(Corrects month of data to February in first paragraph)
* Feb nationwide core CPI +1.3 pct yr/yr vs f'cast +1.3 pct
* Job market firms up, consumption hit by snowstorms
* Policymakers, analysts see slump after tax hike
By Tetsushi Kajimoto and Stanley White
TOKYO, March 28 Japan's core consumer prices
rose for a ninth straight month in February from a year earlier
and labour demand improved - further evidence the economy is
making headway against years of deflation and stagnation.
Ministry of Finance data showed household spending and
retail sales weakened in February as snowstorms across Japan
kept many consumers at home, but there are already signs that
sales are accelerating this month as shoppers rush to beat a
sales tax hike on April 1.
The dip in consumer spending may be disappointing to some,
but continued tightness in the labour market could bolster
expectations that the economy can weather the sales tax rise to
8 percent from 5 percent, and rebound after a temporary slump in
the April-June quarter.
"The gradual increase in prices is consistent with a
narrowing in the negative output gap," said Hiroaki Muto, senior
economist at Sumitomo Mitsui Asset Management. (A negative
output gap shows the economy is performing below full capacity.)
"The employment situation will also continue to put some
mild upward pressure on prices. Consumer spending came in weak,
but it will rebound next month."
The 1.3 percent annual gain in the core consumer price
index, which includes oil products but excludes volatile fresh
food prices, matched the median estimate in a Reuters poll.
The gain followed a 1.3 percent rise in January and
December, which was the quickest since the 1.9 percent seen in
The narrower inflation index, which excludes food and energy
prices and is similar to the core index used in the United
States, rose 0.8 percent in the year to February.
That matched a high last hit in April 1998 - a sign Japan is
pulling further away from deflation.
Japan's consumer inflation has accelerated in the past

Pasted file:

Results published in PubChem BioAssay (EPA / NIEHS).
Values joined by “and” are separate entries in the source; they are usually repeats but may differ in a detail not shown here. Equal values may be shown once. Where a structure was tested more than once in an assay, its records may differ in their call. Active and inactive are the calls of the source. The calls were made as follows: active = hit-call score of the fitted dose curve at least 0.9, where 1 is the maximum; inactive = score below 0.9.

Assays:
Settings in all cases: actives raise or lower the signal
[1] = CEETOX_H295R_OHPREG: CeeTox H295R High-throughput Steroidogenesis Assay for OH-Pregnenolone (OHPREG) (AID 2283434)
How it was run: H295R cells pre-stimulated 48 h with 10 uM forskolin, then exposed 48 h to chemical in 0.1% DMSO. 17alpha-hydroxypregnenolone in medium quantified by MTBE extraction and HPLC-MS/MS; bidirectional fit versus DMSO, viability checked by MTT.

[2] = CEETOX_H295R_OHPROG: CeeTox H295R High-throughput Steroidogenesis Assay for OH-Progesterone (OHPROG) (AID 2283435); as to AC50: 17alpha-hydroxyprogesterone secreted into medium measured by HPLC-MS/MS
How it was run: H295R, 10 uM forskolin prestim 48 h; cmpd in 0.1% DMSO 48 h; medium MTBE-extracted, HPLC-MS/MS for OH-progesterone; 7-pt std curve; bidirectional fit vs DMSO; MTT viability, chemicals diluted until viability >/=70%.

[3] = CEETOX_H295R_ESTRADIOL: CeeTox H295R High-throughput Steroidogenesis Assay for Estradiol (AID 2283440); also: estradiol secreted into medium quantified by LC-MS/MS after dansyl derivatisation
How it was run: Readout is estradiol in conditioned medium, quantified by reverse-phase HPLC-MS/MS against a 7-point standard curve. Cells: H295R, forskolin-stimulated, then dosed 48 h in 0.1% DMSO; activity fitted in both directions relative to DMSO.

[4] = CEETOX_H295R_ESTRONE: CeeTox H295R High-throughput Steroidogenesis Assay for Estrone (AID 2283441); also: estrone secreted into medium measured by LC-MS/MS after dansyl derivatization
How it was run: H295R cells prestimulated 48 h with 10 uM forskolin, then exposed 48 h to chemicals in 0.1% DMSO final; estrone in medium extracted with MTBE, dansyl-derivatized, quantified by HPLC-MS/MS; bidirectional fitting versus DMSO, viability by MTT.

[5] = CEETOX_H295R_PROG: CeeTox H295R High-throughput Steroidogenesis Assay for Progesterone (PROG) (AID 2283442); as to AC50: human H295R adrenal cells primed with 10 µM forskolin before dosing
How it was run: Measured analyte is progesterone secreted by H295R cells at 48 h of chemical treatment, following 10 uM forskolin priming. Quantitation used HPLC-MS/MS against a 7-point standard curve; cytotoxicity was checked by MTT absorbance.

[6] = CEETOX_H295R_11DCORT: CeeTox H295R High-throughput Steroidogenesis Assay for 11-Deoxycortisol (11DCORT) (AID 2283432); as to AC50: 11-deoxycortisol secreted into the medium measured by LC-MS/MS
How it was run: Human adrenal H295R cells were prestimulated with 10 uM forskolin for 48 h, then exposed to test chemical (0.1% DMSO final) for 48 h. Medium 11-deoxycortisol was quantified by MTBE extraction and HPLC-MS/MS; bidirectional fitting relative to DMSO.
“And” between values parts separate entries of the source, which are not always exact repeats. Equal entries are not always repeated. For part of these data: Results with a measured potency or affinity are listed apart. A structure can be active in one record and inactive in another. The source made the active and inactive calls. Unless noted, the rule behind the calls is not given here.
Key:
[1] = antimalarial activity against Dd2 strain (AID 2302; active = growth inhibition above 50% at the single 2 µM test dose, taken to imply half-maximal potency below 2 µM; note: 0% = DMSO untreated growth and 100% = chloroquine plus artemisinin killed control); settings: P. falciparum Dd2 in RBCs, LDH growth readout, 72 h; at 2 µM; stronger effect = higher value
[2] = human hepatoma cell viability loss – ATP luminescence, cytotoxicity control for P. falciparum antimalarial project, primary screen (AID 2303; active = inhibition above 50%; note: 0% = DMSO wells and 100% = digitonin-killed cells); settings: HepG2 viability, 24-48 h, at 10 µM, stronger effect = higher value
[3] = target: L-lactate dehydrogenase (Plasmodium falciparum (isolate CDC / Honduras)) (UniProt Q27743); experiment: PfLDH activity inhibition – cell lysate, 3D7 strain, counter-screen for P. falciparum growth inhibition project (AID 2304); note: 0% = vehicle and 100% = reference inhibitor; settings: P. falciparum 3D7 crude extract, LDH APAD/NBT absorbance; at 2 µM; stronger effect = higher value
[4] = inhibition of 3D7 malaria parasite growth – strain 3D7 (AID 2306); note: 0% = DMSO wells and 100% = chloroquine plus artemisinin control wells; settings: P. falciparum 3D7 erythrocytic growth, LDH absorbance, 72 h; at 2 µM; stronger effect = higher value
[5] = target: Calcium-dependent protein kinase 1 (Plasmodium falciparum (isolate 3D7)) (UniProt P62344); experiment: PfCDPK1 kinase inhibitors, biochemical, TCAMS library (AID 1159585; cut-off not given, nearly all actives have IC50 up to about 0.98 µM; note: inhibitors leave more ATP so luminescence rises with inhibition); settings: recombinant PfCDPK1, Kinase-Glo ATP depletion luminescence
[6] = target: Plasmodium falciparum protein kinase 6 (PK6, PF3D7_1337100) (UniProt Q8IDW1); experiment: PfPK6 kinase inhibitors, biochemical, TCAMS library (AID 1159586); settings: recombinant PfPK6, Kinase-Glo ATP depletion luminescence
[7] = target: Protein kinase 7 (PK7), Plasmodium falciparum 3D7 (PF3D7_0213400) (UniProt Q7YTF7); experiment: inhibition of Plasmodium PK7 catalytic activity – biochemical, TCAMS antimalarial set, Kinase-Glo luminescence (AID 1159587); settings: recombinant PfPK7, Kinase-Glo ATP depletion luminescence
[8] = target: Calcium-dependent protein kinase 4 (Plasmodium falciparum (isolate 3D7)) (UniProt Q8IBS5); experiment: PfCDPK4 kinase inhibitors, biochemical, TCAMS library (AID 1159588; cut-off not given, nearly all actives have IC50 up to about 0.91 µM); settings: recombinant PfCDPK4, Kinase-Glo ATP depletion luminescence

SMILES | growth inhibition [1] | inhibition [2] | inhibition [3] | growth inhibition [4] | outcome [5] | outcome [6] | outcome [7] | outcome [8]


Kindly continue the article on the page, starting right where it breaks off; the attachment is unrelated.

several months since turning positive last June, with the Bank
of Japan's aggressive monetary easing driving down the yen.
Analysts believe inflation may slow in coming months as the
weak yen's tendency to drive up import prices fades away.
Given this trend, many economists doubt that the central
bank can achieve its aim of hitting a 2 percent inflation target
in about a year, due to the persistent output gap and companies'
reluctance to significantly increase capital spending and raise
Analysts polled by Reuters expect the BOJ to ease policy
further by the summer to stimulate growth and accelerate
Analysts expect the economy to contract in the April-June
quarter as consumer spending dips after the sales tax hike takes
effect, before rebounding in July-September.
Separate government data showed Japan's jobless rate fell to
3.6 percent in February, the lowest in more than six years.
The jobs-to-applicants ratio edged up to 1.05, meaning
available jobs outnumber jobseekers. The ratio matched the
median estimate and hit its highest since July 2007,
underscoring the strength of the job market.
Retail sales grew an annual 3.6 percent in February,
exceeding the median estimate for a 3.2 percent annual gain, but
below January's 4.4 percent as a series of snowstorms hit
Household spending tumbled 2.5 percent after inflation in
the year to February, versus the median estimate for a 0.1
percent increase, another sign of bad weather disrupting
economic activity in February.
(Editing by Eric Meijer)